Prompt: What songs did your family listen to during Christmas? Did you ever go carolling? Did you have a favorite song?
We used to listen Christmas music through much of the month of December. There were the more ‘religious’ songs – Silent Night, Hark the Herald Angels Sing, Away in a Manger – and the more ‘secular’ ones – Jingle Bells, Santa Claus is Coming, Rudolph the Red Nosed Reindeer. We listened to albums, mostly, although I am sure there was a fair bit of singing, too. Today, I try to sing Christmas carols but the preschooler tends to tell me to keep quiet. It’s ok if the preschooler is singing, but it’s not ok for me to sing along!
I went carolling exactly once. I was in my late teens/early twenties and was involved with a youth group. We went out on a snowy winter evening and sang at several houses in the neighbourhood. I don’t remember much more than the fact it was pretty cold!
My favourites when I was younger are similar to my favourites now. I have always liked We Three Kings, O Holy Night and Do You Hear What I Hear? I tend towards the more traditional, apparently.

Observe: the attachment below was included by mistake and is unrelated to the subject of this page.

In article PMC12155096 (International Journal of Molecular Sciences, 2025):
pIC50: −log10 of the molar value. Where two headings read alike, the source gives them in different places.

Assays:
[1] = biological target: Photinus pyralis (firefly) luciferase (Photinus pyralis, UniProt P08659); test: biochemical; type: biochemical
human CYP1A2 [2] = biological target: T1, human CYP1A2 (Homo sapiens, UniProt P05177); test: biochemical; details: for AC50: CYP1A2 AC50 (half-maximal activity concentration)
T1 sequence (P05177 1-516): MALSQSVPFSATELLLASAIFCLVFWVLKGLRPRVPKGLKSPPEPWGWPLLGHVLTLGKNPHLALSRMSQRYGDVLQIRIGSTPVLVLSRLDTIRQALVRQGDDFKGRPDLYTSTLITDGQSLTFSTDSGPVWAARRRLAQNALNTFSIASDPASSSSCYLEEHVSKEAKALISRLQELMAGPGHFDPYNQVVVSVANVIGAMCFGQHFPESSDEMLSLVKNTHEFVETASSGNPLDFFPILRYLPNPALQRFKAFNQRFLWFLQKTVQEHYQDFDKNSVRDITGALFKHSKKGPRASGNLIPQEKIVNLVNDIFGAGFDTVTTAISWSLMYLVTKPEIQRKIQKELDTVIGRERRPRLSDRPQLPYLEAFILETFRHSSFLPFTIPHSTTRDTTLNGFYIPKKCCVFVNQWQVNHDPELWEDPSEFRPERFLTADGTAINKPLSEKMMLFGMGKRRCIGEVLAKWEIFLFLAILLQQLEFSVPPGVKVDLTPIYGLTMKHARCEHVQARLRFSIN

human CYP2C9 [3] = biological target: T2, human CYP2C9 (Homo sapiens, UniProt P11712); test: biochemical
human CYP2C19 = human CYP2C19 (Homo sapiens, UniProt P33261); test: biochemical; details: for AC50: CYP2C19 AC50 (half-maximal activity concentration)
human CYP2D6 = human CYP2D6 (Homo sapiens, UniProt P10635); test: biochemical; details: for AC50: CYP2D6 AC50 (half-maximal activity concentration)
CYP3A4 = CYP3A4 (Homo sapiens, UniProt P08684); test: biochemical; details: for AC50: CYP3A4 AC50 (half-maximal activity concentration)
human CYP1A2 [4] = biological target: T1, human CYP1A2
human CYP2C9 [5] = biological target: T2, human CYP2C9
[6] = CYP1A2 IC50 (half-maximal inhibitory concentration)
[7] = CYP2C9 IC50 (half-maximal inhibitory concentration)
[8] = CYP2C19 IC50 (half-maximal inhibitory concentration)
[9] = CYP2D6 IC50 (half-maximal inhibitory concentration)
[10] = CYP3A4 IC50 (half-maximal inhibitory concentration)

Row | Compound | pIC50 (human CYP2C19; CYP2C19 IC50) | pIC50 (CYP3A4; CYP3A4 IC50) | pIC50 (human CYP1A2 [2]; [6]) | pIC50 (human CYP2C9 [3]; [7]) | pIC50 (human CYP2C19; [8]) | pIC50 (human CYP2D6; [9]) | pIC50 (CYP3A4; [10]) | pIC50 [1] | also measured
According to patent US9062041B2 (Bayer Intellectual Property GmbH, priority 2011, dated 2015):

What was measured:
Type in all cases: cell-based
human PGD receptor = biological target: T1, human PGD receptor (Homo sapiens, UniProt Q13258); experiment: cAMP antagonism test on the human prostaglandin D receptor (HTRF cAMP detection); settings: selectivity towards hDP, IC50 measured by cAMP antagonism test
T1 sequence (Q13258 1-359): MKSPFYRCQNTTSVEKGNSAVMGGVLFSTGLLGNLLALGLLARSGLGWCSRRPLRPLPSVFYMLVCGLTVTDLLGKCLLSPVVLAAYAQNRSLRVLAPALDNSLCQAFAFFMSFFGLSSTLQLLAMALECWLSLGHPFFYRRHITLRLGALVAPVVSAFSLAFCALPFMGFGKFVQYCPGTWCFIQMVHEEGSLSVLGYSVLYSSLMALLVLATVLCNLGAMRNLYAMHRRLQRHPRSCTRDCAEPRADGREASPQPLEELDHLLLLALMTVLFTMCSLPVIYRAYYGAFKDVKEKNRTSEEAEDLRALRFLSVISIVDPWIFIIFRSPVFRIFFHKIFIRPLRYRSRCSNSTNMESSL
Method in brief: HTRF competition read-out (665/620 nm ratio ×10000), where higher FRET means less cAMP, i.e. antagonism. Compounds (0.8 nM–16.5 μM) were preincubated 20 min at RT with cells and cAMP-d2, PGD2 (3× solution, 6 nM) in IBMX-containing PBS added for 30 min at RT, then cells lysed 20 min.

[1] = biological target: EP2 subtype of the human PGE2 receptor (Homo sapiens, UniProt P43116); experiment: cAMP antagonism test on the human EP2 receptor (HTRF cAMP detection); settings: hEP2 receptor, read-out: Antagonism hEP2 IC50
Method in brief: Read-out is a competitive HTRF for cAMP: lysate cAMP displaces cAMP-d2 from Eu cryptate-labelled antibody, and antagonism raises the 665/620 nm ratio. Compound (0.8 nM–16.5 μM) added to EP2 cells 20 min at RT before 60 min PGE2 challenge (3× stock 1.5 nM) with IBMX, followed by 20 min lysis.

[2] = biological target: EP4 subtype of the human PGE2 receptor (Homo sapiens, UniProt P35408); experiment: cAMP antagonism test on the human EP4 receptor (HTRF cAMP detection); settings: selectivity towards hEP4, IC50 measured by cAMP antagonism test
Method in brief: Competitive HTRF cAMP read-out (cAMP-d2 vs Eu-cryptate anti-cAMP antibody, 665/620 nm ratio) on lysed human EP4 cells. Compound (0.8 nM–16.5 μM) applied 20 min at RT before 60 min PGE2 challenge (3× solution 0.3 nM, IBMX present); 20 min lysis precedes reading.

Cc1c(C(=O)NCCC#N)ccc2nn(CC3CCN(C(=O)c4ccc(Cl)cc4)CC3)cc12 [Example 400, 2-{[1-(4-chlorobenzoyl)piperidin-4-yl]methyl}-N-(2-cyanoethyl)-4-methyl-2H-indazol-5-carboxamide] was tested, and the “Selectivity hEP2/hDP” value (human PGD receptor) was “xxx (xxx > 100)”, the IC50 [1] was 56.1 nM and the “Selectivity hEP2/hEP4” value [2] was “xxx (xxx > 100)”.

Excerpt from Where the Saints Have Trod, Judith St. John, 1974 (Oxford University Press). The book is based on the author’s childhood memories (ca 1914-1924). She was my great-aunt.
“ “What will be the first Christmas hymn we sing this year?” my father asked. We always sang a hymn after supper. We didn’t sing church Christmas carols like “Hark! The herald angels sing” or “Joy to the world”, nor Sunday School carols like “We three kings” and “Once in royal David’s city”; we sang very private Christmas hymns my mother taught us that no one else in Lukefield knew.
“ “Let’s sing “Once a little Baby lay, Cradled in the fragrant hay”.” It was always my mother’s favourite. It was good to hear it once again. It had lain quietly in my mind for eleven long months.
“ “What Santa Claus piece shall we sing?” said mother. It was difficult to choose. We were all quiet for a moment, remembering old favourites.
“ “I’ll choose, “Santa Claus will come tonight, if you’re good”,” I said. I liked the motions we used while we lustily sang that song. When it was over we played: “What would you like for Christmas”. We each had a turn to give a heart’s desire. “A toy typewriter,” I said. “A fur muff,” said Elizabeth. “Roget’s Thesaurus,” said my father. “A feather boa,” said mother. We were all ready and waiting with longed-for treasures.”